“The stay order issued on November 6, 2017… against the NEC (National Elections Commission) is hereby lifted and the NEC is ordered to proceed with the scheduling of the runoff elections in accordance with the constitution,” Associate Justice Philip Banks said on behalf of the court in Monrovia.
The ruling Unity Party and opposition Liberty Party had alleged irregularities and fraud tainted the results of the first round of voting on October 10 and called for a total re-run of elections.
That request was denied by the court which said it was “not convinced that burden of proof was met”, thereby paving the way for the planned runoff between former international footballer George Weah and current Vice-President Joseph Boakai to move forward.
The parties had to prove fraud was “not just at a few isolated centres but at most if not all polling centres,” Banks said, and could not do so with the evidence presented.
However, the five-strong panel ordered a technical clean-up of the much-criticised voter registration roll before the second round, which was called after no single candidate gained more than 50 percent of the vote on October 10.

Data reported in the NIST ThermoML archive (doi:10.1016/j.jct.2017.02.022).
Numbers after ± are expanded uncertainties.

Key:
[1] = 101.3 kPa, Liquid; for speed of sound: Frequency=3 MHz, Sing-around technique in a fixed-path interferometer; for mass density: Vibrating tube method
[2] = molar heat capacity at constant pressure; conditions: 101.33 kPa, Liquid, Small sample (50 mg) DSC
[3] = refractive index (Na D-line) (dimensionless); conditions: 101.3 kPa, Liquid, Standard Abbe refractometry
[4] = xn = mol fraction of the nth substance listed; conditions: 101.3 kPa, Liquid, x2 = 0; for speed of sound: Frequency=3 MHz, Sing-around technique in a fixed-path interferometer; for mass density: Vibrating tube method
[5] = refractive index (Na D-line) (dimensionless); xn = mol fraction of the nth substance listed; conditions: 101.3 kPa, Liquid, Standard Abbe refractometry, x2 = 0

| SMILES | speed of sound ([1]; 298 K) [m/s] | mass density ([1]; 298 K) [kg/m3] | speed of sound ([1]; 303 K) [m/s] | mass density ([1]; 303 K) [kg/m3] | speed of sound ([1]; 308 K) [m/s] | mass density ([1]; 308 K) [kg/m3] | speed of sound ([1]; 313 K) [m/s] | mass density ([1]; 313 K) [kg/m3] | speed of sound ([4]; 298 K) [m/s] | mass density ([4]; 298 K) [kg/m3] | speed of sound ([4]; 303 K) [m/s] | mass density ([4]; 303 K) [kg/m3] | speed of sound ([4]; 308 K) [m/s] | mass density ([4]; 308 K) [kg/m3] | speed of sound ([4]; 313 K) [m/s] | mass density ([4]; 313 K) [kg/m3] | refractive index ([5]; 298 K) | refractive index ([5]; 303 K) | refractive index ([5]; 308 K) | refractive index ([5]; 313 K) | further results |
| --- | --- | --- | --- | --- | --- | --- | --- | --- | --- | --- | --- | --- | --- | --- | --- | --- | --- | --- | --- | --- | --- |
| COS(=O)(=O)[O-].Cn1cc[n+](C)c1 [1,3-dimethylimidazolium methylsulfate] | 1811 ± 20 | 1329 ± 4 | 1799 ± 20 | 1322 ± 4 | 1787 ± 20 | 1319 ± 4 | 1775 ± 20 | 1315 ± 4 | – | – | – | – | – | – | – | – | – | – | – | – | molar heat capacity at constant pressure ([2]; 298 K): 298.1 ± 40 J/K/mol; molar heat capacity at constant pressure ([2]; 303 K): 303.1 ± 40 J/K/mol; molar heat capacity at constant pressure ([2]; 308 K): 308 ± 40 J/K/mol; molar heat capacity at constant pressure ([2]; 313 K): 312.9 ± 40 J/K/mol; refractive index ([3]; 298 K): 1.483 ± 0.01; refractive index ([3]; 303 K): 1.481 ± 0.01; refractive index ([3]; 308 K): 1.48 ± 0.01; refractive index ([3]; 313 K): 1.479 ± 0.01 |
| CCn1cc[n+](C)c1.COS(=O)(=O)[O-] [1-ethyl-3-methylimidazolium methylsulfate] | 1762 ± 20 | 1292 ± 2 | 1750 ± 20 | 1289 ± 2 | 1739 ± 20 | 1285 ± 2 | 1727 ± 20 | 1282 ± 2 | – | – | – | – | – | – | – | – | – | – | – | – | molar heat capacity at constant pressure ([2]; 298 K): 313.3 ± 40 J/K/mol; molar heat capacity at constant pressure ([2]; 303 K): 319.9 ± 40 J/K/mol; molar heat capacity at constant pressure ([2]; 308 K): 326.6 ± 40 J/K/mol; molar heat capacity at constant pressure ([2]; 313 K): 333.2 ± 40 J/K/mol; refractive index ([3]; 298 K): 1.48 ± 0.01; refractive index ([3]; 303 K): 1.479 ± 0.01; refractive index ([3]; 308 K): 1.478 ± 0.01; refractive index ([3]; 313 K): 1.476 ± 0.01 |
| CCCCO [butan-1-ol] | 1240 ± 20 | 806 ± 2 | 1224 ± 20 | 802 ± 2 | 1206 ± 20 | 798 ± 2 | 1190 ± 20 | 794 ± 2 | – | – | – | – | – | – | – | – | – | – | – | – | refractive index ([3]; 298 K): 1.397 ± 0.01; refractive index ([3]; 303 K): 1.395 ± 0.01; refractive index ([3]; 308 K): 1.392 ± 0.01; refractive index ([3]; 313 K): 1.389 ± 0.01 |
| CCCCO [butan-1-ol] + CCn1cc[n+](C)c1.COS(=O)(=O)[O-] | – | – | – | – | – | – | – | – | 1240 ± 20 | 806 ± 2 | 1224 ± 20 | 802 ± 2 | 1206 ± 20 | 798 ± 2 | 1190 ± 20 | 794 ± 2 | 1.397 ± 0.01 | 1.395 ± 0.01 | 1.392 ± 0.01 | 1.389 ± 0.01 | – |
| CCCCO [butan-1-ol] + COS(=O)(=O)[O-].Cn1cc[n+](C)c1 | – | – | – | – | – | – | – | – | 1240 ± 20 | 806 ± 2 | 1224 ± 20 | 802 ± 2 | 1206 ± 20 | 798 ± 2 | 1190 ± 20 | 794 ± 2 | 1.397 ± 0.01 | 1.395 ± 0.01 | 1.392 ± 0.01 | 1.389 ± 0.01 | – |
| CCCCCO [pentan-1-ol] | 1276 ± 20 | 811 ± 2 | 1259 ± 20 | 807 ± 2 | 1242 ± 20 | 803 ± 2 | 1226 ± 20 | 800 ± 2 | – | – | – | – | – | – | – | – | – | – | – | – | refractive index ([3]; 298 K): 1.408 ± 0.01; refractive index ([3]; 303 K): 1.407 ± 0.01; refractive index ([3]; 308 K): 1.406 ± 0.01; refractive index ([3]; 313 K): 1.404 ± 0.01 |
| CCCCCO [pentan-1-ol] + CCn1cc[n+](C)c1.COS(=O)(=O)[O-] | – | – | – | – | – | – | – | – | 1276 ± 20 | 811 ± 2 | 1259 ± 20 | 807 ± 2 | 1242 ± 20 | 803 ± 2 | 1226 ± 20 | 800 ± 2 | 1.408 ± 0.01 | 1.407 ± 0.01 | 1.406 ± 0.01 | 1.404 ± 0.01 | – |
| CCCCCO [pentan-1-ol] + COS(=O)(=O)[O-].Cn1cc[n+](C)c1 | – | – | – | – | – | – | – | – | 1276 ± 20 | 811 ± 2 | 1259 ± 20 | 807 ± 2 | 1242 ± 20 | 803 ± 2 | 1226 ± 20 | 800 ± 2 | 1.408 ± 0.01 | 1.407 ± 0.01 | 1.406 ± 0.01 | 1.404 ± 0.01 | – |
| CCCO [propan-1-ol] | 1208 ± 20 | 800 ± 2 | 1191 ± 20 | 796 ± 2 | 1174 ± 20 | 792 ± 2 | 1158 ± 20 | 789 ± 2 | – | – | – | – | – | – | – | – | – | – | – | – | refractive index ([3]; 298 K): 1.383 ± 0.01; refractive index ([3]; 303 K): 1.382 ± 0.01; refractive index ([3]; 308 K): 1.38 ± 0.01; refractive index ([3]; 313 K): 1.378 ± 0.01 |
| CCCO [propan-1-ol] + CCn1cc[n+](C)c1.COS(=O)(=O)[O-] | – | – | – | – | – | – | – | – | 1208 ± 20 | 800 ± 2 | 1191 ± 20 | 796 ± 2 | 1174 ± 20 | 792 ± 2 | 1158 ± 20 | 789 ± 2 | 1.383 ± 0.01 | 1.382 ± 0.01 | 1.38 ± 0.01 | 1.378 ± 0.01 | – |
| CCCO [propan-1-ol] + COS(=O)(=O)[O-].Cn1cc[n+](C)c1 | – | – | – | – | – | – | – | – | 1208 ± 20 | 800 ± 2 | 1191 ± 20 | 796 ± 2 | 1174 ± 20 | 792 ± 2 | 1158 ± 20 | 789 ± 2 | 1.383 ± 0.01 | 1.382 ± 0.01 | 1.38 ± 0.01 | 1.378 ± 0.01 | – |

– ‘Expressed bias’ –
Citizens will breathe a sigh of relief at the 4-1 court ruling, which puts an end to weeks of tensions, but with no date set for the runoff and a planned mid-January transition drawing ever closer, much remains up in the air.
The October 10 first round vote was held to replace President Ellen Johnson Sirleaf, a Nobel Peace Laureate and Africa’s first elected female leader who is stepping down after a constitutional maximum of two six-year terms.
The Supreme Court put a temporary stay on the poll while the NEC heard the complaints of the parties that came in second and third.
The commission found the parties’ allegations either unfounded or exaggerated and ruled it had not carried out a fraudulent election, a decision maintained upon appeal.
The Supreme Court was unhappy with the conduct of NEC Chairman Jerome Korkoya, its judgement showed, accusing him of “expressed bias” against the parties which meant he “could not be expected to display impartiality” in hearing their complaints.
As a result the commission was prohibited from airing its views in public on “any matters which may grow out of the runoff election,” Banks said.
Battered by back-to-back civil wars between 1989 and 2003 and an Ebola crisis that killed thousands from 2014 to 2016, Liberia’s presidential election is considered a crucial test of the west African nation’s stability and would be the first democratic transition of power in seven decades.